A chilling stage adaptation of Orwell’s novel 1984 is now playing at the Broad Stage in Santa Monica through February 6. This adaptation, written and directed by Robert Icke and Duncan Macmillan, highlights today’s serious issues of state-sponsored surveillance, identity and intrusions into our privacy. Published in 1948, author George Orwell’s vision of a dystopian future where all citizens lived under constant surveillance and are confounded by political babble was disturbingly prescient science fiction. Depressingly, this novel is as relevant today as ever before.
Known for its edgy unpredictability and exhilarating risk taking, Headlong Theatre Company, led by visionary artistic director Jeremy Herrin, plays a leading role in bringing new plays and new interpretations of plays to the British stage. Its sophisticated and nuanced production of 1984 is cleverly structured, using technical effects to create a sensory-overloaded visceral experience. Performance, script and staging combine and conspire to keep audiences feeling actively engaged, relentlessly involved, and even disturbingly complicit.
Scenes of a book club discussing the novel cleverly bookend Orwell’s drama. In it, an office drone Winston Smith (played brilliantly by Matthew Spencer) chafes at the oppression of the regime he lives under, secretly compiling a diary. After forming a friendship with a co-worker named Julia (Hara Yannas), the pair begin to meet secretly. Eventually Winston is arrested by the all-seeing authorities and suffers an excruciating torture sequence. This graphic and gory scene, so memorable in the book, is especially difficult to watch.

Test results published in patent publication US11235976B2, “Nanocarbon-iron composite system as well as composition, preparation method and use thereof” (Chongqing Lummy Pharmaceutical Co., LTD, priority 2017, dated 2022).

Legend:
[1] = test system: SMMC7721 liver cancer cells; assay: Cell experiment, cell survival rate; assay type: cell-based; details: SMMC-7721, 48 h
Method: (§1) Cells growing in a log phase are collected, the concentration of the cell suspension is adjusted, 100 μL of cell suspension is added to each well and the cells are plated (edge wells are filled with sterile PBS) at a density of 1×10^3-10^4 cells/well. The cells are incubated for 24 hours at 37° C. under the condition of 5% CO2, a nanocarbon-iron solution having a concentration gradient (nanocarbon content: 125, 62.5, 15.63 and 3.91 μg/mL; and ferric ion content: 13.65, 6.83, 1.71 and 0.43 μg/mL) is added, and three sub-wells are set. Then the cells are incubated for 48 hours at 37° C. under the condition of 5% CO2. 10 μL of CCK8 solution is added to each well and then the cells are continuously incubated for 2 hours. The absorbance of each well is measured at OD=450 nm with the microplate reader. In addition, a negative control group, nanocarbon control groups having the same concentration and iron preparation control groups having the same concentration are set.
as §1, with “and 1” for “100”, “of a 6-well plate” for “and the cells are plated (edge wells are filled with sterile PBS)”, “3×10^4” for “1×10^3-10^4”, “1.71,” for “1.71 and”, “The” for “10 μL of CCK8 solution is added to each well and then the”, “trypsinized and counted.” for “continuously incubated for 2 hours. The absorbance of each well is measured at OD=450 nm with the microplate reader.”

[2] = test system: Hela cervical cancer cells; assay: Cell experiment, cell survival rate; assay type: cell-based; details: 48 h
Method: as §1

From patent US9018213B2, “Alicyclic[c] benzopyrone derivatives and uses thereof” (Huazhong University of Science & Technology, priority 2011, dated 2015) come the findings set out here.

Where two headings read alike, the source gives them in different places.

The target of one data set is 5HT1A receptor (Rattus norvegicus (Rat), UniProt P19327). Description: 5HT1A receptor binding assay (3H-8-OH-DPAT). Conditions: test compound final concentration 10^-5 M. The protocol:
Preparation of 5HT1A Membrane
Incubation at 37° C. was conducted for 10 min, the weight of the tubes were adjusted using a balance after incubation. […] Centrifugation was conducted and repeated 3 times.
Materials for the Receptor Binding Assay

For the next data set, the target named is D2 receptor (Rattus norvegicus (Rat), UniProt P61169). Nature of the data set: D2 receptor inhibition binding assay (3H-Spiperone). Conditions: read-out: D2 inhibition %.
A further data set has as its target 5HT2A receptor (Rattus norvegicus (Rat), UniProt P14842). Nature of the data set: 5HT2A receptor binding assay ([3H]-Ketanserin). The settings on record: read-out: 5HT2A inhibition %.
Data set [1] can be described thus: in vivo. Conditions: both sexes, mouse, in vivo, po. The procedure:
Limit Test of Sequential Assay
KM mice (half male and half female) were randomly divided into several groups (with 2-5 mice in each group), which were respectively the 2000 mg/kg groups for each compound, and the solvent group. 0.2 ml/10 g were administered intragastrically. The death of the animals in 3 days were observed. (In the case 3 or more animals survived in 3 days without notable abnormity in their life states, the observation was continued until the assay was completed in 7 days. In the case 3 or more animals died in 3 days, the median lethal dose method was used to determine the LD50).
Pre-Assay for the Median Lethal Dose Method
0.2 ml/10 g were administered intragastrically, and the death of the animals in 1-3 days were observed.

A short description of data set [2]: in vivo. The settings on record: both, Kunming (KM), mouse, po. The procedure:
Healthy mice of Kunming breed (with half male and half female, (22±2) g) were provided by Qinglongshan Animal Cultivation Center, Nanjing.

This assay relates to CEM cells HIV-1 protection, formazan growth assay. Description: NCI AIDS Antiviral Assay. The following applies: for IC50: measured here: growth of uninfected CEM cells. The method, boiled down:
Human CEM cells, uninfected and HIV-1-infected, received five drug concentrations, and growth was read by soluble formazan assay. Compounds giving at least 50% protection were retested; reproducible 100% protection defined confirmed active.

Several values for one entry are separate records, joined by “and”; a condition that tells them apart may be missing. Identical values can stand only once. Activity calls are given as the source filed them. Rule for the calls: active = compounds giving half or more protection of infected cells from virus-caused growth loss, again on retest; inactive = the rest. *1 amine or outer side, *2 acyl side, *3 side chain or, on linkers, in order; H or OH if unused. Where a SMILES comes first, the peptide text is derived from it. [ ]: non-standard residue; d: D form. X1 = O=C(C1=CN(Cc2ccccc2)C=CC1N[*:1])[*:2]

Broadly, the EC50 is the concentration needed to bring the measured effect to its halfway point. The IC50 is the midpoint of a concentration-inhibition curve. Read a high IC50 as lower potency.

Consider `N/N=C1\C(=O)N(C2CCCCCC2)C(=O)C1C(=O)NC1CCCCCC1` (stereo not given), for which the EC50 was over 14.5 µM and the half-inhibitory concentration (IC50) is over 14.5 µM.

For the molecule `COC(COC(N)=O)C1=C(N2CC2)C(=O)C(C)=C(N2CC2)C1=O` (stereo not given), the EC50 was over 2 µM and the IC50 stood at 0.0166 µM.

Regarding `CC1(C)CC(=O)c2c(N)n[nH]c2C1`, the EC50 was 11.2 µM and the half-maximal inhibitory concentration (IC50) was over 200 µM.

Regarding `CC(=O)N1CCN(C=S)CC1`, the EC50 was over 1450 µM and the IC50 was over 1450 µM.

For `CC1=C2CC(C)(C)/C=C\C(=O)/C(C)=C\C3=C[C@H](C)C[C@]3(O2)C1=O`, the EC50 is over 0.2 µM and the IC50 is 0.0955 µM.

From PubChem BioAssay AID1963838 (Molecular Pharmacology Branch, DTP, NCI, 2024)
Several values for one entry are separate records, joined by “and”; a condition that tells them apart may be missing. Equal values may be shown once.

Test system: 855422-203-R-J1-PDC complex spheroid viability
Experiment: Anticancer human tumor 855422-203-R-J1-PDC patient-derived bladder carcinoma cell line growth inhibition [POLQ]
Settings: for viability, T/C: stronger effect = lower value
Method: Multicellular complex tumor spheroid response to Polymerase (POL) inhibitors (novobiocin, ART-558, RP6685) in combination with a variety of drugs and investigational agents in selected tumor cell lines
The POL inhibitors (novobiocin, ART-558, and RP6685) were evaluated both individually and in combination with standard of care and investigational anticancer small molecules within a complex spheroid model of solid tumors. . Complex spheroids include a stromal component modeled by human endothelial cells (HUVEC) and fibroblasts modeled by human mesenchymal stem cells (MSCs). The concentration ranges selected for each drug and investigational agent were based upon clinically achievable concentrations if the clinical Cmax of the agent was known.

The production makes effective use of Tom Gibbons’ unsettling sound design and striking video projection by Tim Reid that further emphasize the prevalent theme that Big Brother is always watching. The occasional but abrupt use of strobe lighting effects, designed by Natasha Chivers, keeps you on edge throughout this spooky and disorienting one-act show.
Although performances from the British cast seemed to be overdone at first, meaning some shouty overacting seemed to prevail, after a while the heightened style started to gel.
1984 is an intense production. Strictly for Orwell fans.
The Eli & Edythe Broad Stage
1310 11th Street,
Tuesdays-Fridays, 2 and 7:30 p.m. Saturdays and Sundays.
Runs until February 6, 2016.
Box office: (310) 434-3200 or online here.
Running time: 1 hour, 40 minutes (no intermission)